So what’s the truth? I’ve written about this before, but here’s another take.
The fact is that federal spending rose from 19.6% of GDP in fiscal 2007 to 23.8% of GDP in fiscal 2010. So isn’t that a huge spending spree? Well, no.
First of all, the size of a ratio depends on the denominator as well as the numerator. GDP has fallen sharply relative to the economy’s potential; here’s the ratio of real GDP to the CBO’s estimate of potential GDP:
Five under-appreciated points about the federal budget and debt ceiling:
1. Whenever I need to get my bearings in the debate over the debt, the deficit, or the debt ceiling, I go to the web site of the White House Office of Management and Budget and download historical table 1.3. The story it tells, in very round numbers, is as simple as 2, 3, 4. The federal government spent about $2 trillion in 2000, at the end of the Clinton administration. It spent about $3 trillion in 2008, at the end of the Bush administration. And it is going to spend about $4 trillion in 2011, three years into the Obama administration.
You can fool around with inflation and with the percentage of GDP and with the revenue side of the equation, but the bottom line is that the federal government is spending about double what it was at the end of the Clinton administration. For all the clamor on the left to bring back the Clinton-era top tax rates, there are few, if any, politicians in Washington talking about bringing back the Clinton-era spending levels.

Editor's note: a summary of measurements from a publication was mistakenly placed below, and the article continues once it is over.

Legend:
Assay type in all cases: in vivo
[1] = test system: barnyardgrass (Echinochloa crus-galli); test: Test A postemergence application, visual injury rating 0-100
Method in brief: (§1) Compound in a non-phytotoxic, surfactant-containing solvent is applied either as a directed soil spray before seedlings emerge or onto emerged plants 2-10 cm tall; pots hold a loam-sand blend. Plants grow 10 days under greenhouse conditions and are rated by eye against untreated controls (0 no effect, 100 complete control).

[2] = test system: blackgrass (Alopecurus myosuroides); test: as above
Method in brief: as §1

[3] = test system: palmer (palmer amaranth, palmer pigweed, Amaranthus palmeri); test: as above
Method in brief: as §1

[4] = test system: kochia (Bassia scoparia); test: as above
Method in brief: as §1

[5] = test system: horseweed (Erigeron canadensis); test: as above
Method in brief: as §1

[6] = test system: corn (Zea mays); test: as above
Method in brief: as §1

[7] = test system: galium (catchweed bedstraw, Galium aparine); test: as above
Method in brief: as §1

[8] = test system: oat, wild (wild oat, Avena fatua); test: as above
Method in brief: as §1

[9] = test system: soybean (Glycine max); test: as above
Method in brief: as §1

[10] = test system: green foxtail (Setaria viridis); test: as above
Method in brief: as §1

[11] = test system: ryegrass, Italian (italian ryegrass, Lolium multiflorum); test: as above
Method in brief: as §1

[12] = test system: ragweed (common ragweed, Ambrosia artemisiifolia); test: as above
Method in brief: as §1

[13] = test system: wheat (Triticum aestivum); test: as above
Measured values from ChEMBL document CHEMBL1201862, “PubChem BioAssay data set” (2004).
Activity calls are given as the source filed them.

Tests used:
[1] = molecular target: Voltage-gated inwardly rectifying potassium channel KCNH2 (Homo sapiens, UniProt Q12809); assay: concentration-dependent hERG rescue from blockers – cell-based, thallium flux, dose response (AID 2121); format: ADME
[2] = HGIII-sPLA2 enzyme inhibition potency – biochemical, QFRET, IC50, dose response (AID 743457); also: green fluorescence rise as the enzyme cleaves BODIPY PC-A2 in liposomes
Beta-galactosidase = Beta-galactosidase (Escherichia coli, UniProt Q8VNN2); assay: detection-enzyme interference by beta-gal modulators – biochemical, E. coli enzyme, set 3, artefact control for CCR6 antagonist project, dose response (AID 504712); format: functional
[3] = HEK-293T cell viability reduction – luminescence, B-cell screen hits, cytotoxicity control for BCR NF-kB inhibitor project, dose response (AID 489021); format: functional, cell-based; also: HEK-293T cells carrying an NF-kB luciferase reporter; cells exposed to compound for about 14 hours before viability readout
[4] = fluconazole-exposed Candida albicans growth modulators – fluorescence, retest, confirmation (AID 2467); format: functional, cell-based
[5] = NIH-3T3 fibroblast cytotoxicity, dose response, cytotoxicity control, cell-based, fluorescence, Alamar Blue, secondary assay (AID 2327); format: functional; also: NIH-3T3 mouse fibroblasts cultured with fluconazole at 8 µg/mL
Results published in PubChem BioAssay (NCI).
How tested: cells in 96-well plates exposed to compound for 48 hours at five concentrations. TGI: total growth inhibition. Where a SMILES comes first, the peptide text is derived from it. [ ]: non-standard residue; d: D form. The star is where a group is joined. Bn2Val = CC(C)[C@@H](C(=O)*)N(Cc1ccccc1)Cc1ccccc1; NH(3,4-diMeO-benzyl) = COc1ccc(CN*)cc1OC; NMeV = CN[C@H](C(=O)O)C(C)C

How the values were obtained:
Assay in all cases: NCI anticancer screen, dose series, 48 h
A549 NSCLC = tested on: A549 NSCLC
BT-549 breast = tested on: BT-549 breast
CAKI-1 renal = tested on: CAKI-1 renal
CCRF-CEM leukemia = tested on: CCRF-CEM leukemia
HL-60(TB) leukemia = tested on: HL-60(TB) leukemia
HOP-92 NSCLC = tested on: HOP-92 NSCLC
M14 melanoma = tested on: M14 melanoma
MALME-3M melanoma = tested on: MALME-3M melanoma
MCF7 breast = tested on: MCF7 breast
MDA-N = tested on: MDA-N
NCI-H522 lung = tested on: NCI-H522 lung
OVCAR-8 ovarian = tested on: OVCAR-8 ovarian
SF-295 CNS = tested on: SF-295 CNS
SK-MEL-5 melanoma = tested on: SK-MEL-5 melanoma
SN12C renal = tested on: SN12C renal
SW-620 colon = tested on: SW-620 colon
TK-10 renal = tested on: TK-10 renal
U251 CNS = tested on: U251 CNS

A Few More Charts That Should Accompany All Debt Ceiling Discussions
This chart from the White House, which purports to prove, with the scientific magic of math, that basically everything bad that has happened to the budget is the fault of one George W. Bush, has been making the rounds. My colleague approvingly calls it “Another chart that should accompany all debt ceiling discussions”.
I’m a little less enamored, considering that this graph attributes decisions made by Obama and an all-Democratic Congress–like doubling down in Afghanistan–to Bush, while taking responsibility for basically nothing except the stimulus. When Obama extends the Bush tax cuts for the rich under pressure from Congressional Republicans, that disappears from his side of the ledger, because after all, he didn’t want to do it. When Bush enacts Medicare Part D under pressure from Congressional Democrats, the full cost is charged against his presidency. The list of such silliness goes on. Our president seems set to coin another presidential motto: “The duck starts here.”